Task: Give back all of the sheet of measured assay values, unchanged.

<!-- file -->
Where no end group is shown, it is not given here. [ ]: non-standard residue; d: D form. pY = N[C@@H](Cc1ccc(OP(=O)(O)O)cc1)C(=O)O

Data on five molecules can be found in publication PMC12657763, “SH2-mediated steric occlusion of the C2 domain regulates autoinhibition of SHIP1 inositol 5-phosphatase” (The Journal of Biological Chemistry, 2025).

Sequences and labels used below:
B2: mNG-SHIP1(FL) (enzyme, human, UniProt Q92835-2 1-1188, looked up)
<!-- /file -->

Where no end group is shown, it is not given here. [ ]: non-standard residue; d: D form. pY = N[C@@H](Cc1ccc(OP(=O)(O)O)cc1)C(=O)O

Data on five molecules can be found in publication PMC12657763, “SH2-mediated steric occlusion of the C2 domain regulates autoinhibition of SHIP1 inositol 5-phosphatase” (The Journal of Biological Chemistry, 2025).

Sequences and labels used below:
B2: mNG-SHIP1(FL) (enzyme, human, UniProt Q92835-2 1-1188, looked up)